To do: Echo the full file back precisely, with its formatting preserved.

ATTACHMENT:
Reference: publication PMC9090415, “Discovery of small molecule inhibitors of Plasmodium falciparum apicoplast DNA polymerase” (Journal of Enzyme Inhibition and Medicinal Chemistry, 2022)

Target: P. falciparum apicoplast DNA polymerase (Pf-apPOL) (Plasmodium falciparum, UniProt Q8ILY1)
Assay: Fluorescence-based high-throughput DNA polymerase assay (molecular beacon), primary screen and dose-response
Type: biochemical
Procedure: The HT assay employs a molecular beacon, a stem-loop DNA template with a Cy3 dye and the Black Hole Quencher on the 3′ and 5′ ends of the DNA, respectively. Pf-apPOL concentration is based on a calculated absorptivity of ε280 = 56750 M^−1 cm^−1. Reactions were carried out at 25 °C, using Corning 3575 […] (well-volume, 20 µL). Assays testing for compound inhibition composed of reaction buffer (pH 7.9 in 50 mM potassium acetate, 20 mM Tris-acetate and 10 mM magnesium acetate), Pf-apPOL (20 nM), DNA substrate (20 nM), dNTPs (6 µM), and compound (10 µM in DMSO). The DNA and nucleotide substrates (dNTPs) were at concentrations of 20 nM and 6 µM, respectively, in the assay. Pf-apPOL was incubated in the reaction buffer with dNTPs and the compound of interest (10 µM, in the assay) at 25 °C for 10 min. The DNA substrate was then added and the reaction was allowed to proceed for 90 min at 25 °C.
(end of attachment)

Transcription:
Reference: publication PMC9090415, “Discovery of small molecule inhibitors of Plasmodium falciparum apicoplast DNA polymerase” (Journal of Enzyme Inhibition and Medicinal Chemistry, 2022)

Target: P. falciparum apicoplast DNA polymerase (Pf-apPOL) (Plasmodium falciparum, UniProt Q8ILY1)
Assay: Fluorescence-based high-throughput DNA polymerase assay (molecular beacon), primary screen and dose-response
Type: biochemical
Procedure: The HT assay employs a molecular beacon, a stem-loop DNA template with a Cy3 dye and the Black Hole Quencher on the 3′ and 5′ ends of the DNA, respectively. Pf-apPOL concentration is based on a calculated absorptivity of ε280 = 56750 M^−1 cm^−1. Reactions were carried out at 25 °C, using Corning 3575 […] (well-volume, 20 µL). Assays testing for compound inhibition composed of reaction buffer (pH 7.9 in 50 mM potassium acetate, 20 mM Tris-acetate and 10 mM magnesium acetate), Pf-apPOL (20 nM), DNA substrate (20 nM), dNTPs (6 µM), and compound (10 µM in DMSO). The DNA and nucleotide substrates (dNTPs) were at concentrations of 20 nM and 6 µM, respectively, in the assay. Pf-apPOL was incubated in the reaction buffer with dNTPs and the compound of interest (10 µM, in the assay) at 25 °C for 10 min. The DNA substrate was then added and the reaction was allowed to proceed for 90 min at 25 °C.